In living cells, protein-based motors transport cargo by inching along tubes within the cell, according to the team's abstract in the journal Nature Nanotechnology. By changing its shape and binding to consecutive parts of the tube's surface, these natural molecules are able to travel as far as a micrometer (1,000 nanometers) by taking steps of 8 nanometers at a time.
Mimicking this complex process, the Purdue team developed a molecule with a core and two DNA arms, according to a university report. Using strands of RNA, the molecule moves from one to the next across the surface, like Tarzan using vines to swing through the jungle. Each strand gives the molecule energy to keep moving forward.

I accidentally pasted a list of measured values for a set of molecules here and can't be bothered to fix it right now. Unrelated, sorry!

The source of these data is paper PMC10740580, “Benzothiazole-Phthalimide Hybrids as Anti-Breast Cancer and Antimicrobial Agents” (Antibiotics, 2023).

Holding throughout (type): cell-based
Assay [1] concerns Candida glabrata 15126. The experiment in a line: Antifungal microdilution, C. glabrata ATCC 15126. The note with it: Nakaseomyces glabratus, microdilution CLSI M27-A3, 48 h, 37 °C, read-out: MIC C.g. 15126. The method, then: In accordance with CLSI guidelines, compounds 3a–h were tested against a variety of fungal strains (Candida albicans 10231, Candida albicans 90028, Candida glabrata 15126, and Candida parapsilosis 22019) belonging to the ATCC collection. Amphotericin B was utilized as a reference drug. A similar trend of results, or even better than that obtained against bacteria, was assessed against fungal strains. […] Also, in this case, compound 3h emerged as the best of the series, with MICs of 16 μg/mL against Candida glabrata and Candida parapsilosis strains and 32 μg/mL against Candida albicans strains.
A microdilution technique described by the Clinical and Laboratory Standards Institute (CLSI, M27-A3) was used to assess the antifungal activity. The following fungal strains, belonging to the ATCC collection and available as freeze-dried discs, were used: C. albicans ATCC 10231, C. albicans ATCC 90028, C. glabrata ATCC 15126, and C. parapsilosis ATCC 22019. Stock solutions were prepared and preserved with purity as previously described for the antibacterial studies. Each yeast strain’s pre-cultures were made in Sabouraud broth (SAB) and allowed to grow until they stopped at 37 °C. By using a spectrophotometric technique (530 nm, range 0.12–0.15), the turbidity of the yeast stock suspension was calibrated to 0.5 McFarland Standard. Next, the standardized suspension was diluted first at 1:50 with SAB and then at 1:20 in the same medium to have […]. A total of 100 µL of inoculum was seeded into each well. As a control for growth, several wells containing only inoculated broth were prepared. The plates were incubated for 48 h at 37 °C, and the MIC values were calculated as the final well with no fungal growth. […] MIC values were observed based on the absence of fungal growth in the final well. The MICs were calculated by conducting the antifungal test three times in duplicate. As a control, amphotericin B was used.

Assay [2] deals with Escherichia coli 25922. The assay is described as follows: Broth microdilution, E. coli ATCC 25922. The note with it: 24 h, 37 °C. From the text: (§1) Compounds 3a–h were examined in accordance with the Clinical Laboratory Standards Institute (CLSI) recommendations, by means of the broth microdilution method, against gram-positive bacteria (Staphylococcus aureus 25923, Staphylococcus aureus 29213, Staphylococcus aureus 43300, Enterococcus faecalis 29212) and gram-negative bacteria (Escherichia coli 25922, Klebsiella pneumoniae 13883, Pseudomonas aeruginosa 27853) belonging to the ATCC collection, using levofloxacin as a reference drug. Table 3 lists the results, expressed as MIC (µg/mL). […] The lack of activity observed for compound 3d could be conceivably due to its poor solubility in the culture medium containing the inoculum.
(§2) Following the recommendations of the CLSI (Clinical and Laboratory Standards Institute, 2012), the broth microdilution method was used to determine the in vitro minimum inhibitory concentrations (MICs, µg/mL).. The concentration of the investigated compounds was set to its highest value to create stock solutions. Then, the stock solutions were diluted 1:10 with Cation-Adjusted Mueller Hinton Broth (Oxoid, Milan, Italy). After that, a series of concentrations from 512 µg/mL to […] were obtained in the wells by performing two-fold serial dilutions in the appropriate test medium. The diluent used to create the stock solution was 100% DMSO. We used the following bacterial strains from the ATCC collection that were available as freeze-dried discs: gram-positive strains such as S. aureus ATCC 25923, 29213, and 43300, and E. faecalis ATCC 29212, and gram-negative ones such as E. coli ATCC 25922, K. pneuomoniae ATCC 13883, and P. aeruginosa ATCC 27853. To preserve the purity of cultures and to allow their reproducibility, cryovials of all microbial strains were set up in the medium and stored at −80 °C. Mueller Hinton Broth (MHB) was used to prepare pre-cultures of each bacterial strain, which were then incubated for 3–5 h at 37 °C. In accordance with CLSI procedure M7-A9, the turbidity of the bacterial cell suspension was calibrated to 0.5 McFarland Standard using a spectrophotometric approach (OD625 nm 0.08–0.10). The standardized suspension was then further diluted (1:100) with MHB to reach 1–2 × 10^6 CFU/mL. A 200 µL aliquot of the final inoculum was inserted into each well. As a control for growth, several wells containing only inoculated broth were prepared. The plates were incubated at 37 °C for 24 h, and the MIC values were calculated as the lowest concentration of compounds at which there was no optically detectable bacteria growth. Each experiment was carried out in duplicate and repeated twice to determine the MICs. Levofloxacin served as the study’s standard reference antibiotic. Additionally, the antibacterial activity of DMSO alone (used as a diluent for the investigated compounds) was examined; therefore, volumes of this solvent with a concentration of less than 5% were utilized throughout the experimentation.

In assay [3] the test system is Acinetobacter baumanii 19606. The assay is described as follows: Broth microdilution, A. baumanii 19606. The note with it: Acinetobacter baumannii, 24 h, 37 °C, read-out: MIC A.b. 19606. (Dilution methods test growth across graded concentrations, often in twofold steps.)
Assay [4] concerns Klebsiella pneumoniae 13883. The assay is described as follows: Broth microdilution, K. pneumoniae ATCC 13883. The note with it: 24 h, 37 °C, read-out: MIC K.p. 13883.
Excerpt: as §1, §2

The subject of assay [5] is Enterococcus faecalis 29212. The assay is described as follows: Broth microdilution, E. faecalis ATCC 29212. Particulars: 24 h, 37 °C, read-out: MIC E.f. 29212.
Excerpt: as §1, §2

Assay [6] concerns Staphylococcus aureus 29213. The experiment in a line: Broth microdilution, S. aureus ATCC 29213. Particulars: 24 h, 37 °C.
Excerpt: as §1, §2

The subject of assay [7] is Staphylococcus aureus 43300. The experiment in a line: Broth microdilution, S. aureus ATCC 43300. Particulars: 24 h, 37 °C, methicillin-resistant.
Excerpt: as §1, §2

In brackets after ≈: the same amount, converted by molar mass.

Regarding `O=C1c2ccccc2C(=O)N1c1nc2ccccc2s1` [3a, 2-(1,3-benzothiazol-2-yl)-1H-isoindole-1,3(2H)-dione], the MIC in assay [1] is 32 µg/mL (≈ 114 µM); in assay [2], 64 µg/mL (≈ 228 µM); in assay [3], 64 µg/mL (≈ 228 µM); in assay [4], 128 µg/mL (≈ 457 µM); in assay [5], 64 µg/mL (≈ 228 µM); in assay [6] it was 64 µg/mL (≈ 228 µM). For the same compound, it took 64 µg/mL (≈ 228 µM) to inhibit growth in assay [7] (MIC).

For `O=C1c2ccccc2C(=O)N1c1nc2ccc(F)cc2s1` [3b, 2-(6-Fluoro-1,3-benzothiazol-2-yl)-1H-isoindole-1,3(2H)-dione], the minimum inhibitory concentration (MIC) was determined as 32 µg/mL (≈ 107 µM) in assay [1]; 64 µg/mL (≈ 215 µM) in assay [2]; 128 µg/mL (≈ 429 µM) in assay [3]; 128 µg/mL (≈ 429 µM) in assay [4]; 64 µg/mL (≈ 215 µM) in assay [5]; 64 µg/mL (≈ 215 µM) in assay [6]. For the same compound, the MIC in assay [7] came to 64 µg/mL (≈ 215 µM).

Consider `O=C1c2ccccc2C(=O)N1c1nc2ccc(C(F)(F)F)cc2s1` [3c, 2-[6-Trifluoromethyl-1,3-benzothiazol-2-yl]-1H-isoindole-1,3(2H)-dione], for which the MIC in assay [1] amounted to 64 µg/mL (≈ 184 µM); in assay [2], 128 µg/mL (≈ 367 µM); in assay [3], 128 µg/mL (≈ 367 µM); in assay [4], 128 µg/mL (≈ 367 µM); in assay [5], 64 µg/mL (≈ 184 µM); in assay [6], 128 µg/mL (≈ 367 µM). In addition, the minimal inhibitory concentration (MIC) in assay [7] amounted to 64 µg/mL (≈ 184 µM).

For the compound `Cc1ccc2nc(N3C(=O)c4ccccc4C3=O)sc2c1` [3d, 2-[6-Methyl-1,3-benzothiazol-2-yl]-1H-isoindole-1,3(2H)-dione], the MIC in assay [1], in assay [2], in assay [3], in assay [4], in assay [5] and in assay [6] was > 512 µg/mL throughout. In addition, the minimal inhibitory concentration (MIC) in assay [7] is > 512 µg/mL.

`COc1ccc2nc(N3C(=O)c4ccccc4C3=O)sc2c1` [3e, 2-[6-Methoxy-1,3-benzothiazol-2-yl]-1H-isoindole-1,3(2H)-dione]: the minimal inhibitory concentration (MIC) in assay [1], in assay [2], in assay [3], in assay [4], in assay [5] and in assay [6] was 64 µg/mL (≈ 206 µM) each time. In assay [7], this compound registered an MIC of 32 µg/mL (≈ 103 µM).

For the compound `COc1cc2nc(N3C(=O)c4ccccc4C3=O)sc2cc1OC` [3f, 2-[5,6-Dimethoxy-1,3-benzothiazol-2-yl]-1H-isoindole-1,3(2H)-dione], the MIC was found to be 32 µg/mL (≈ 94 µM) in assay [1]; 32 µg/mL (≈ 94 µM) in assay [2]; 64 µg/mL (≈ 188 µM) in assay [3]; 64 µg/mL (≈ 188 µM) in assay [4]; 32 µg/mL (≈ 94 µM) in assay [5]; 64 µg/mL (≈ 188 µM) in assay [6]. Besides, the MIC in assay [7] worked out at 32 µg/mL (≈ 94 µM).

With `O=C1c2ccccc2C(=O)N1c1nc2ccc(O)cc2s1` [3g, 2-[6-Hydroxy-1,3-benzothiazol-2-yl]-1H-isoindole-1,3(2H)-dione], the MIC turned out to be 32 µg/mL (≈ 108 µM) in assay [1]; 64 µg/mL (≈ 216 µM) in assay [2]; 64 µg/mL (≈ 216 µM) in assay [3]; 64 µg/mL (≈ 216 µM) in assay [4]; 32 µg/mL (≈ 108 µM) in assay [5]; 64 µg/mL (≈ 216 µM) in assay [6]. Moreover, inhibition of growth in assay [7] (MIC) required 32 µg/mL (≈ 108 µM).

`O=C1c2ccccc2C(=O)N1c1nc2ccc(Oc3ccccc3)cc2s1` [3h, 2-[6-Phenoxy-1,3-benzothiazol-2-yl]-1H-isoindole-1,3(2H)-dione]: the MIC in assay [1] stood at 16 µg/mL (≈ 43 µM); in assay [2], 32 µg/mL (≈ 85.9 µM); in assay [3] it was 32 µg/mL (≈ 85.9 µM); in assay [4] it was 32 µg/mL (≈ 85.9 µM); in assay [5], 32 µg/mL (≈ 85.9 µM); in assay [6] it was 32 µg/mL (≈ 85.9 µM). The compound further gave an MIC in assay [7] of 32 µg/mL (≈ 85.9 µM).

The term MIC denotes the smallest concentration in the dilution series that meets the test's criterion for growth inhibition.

Although the synthetic motors are much slower than natural ones and the concept is still in very early stages of development, this could one day revolutionize drug delivery. What type of manufacturing and chemical processing do you think would benefit the most from this type of technology?
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